Hall: There is a deep and remote valley on the battlefield where troopers heatedly fought each other all day long, charge and counter-charge. I quite often go down into that narrow, linear valley and just walk for hours on end. It’s the quietest, most special place on the entire battlefield. It’s all private property, but the farmer is a friend. By the way, you get absolutely nowhere in battlefield preservation if the farmers don’t like you. Being the son of a farmer, I know and admire farmers. They sense my empathy, and have never turned me away.
Any other Civil War battlefield that comes close to matching your feelings for Brandy Station, and why?
Hall: Cedar Mountain is a special battlefield, and I never visit without feeling the deep tragedy of that beautiful battlefield. Being a Mississippian, one would not assume my heart in that savage contest rests with the 2nd Massachusetts Infantry, but I had the deep honor of marrying a Massachusetts girl, Deborah Fitts, and early on, I adopted the 2nd Mass as my favorite Union regiment. At Cedar Mountain, this fine regiment went down hard, and I never trek through the “wheatfield” there that I am not marching alongside Ned Abbott, soon to die, tragically.
|Hansbrough's Ridge "might be the most spellbinding Civil War site I've ever visited," says Hall, standing|
among the remains of a hut there in the spring of 2017.
Hall: Hansbrough’s Ridge — and you know the place, John, as you’ve been up there — might be the most spellbinding Civil War site I’ve ever visited. Back in the mid-80s, I started going up there, and once I entered those silent woods, situated way up in the sky, it seemed to me as if I had ascended into a grand European cathedral. Greeting this solitary visitor, under heavy, protective branches, were hut sites by the hundreds, miles of deep trenches, signal platforms and and huge fire-pits. Occasional openings in the trees offered magnificent views 30 miles west to the Blue Ridge and 30 miles east to the Wilderness. It seemed to me then — and still does today — that the II Corps soldiers who departed this magnificent ridge on May 4, 1864, left their Hansbrough encampment just for the likes of us to discover well over a century later. And not only have we discovered this sacred place, but the Civil War Trust has bought it (thank God!), and Hansbrough’s Ridge is now forevermore protected.
What preservation defeat that you have been involved with nags you most and why?
Hall: In the end, we have prevailed, mercifully, in every important preservation contest. Why? We are a relentless foe of any who attempt to develop our hallowed ground. The lesson: Never give up.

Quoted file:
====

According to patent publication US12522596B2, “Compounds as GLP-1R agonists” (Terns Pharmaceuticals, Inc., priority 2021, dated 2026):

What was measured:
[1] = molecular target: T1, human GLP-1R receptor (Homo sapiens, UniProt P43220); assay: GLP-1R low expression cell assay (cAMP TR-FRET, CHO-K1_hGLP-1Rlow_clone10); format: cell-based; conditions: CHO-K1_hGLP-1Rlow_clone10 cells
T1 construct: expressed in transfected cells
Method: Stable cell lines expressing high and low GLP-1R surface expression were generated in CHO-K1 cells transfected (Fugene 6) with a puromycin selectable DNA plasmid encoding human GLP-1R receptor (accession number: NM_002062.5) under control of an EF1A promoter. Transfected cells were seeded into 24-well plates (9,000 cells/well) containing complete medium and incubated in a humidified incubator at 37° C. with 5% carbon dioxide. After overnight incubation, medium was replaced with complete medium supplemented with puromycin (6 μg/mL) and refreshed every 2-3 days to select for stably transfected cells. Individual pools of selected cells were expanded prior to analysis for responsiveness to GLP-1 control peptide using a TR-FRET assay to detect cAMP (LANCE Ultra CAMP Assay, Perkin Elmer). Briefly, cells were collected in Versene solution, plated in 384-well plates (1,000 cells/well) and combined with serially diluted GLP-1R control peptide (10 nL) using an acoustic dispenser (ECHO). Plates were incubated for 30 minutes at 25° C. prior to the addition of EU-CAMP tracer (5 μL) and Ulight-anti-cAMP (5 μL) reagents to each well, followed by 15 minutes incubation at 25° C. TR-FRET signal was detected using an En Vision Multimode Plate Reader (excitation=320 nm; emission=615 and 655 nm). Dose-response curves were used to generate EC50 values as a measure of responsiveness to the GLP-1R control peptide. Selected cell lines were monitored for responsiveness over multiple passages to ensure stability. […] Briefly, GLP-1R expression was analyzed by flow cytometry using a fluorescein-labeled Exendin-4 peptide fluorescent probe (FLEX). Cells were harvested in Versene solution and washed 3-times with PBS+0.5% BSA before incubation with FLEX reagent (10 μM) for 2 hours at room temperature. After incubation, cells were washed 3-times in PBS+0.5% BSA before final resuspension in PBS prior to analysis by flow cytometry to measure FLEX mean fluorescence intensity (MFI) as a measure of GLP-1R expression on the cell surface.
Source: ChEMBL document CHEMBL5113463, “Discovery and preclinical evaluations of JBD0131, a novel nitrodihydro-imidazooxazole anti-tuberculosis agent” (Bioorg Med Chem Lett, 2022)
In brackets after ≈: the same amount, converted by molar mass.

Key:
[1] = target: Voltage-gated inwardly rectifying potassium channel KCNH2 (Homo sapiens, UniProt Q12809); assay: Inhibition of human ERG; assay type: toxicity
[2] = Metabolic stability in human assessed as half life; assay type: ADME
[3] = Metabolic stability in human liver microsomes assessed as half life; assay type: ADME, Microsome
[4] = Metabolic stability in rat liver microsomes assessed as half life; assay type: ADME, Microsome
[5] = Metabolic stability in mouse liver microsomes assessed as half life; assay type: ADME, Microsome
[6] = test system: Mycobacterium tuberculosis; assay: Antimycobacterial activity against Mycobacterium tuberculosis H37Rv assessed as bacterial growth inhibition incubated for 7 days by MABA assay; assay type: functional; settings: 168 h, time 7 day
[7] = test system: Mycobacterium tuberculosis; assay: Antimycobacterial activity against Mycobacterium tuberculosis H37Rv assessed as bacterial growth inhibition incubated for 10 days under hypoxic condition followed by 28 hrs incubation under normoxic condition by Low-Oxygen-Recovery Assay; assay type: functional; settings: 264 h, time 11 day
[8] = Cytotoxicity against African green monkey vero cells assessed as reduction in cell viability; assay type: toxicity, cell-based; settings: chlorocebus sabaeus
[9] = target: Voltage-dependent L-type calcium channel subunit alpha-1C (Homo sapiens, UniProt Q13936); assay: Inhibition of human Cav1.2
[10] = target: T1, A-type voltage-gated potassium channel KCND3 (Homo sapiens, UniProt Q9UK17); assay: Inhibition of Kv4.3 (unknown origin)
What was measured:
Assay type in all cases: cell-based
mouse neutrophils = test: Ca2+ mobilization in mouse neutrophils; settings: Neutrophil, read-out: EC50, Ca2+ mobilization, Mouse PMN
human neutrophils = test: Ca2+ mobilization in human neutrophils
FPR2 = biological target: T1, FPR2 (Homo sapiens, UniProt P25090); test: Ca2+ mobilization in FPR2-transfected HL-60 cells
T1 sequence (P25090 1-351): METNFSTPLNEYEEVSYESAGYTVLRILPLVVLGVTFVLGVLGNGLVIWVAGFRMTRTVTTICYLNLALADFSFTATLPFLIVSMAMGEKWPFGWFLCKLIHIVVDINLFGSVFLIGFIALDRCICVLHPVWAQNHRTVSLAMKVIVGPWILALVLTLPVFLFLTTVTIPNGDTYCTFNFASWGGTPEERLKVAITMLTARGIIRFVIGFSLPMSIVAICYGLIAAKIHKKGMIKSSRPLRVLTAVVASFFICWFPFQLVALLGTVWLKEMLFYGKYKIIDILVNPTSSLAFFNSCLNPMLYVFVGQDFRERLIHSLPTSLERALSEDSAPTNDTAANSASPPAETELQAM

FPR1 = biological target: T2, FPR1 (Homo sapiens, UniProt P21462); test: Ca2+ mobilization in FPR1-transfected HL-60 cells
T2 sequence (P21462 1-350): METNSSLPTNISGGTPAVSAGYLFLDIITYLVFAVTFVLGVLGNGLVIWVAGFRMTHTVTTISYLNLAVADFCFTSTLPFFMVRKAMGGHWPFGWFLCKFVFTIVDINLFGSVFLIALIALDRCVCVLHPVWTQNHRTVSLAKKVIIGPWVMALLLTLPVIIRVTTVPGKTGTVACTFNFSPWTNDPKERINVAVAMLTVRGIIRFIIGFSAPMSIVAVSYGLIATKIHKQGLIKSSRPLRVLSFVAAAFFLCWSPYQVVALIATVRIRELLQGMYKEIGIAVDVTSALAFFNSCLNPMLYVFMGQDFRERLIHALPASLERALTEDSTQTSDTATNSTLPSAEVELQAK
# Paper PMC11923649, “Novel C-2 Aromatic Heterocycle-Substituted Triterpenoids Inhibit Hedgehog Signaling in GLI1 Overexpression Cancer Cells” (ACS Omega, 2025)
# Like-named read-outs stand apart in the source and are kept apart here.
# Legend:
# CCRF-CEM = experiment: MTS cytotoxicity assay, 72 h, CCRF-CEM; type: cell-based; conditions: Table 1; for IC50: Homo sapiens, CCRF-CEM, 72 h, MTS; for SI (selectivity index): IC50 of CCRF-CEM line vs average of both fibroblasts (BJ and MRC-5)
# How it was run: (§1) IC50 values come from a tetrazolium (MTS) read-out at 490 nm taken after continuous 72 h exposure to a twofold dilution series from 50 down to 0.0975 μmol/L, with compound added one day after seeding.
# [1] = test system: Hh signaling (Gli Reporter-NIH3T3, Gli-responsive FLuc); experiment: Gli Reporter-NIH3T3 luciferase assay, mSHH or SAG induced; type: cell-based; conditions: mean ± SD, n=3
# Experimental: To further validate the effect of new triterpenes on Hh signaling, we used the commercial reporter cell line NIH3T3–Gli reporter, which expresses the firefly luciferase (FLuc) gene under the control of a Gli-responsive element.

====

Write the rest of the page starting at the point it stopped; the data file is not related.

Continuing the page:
You have strong feelings about relic hunters and battlefield preservation. Tell us about that.
Hall: The bane of my very existence. In the dark of night, and in the light of day, they dig holes in our battlefields. What’s right with that? For many years, I’ve heard their diverse rationalizations for digging up hallowed ground, and absolutely none of their loopy attempts at self-exoneration hold any water whatsoever. The distinction between preservationists and relic hunters: Preservationists save battlefields for the caring public, and because it’s the right thing to do; relic hunters exploit battlefields for personal gain, which is the wrong thing to do.
BRANDY STATION PANORAMA: Fleetwood Hill.
(Click at upper right for full-screen experience.)
Finally, how would you like to be remembered in the field of Civil War battlefield preservation?
For the most part — having lost the love of my life — I live almost entirely in the past, and I’m now feeling rather satisfied that I have given the modern world the slip. So, when realizing I’ll soon be someone’s memory, I’ll continue to do my best to be a good one.
So, I’ll never stop trying to save battlefields within my geographical reach. And like Sisyphus with his rock, I’ll continue to roll around Culpeper with my own tasks at hand, and never, ever stop.
Here is the daily mantra, care of Archibald MacLeish. This is framed, on my desk:
Who in the still houses has not heard them?
The soldiers say. Our deaths are not ours; they are yours. They will mean what you make them mean.
They say: Whether our lives and our deaths were for peace and a new hope or for nothing, we cannot say. It is you who must say this.
They say: We leave you our deaths. Give them their meaning. We were young, we have died, remember us.By the way, one person can make a difference.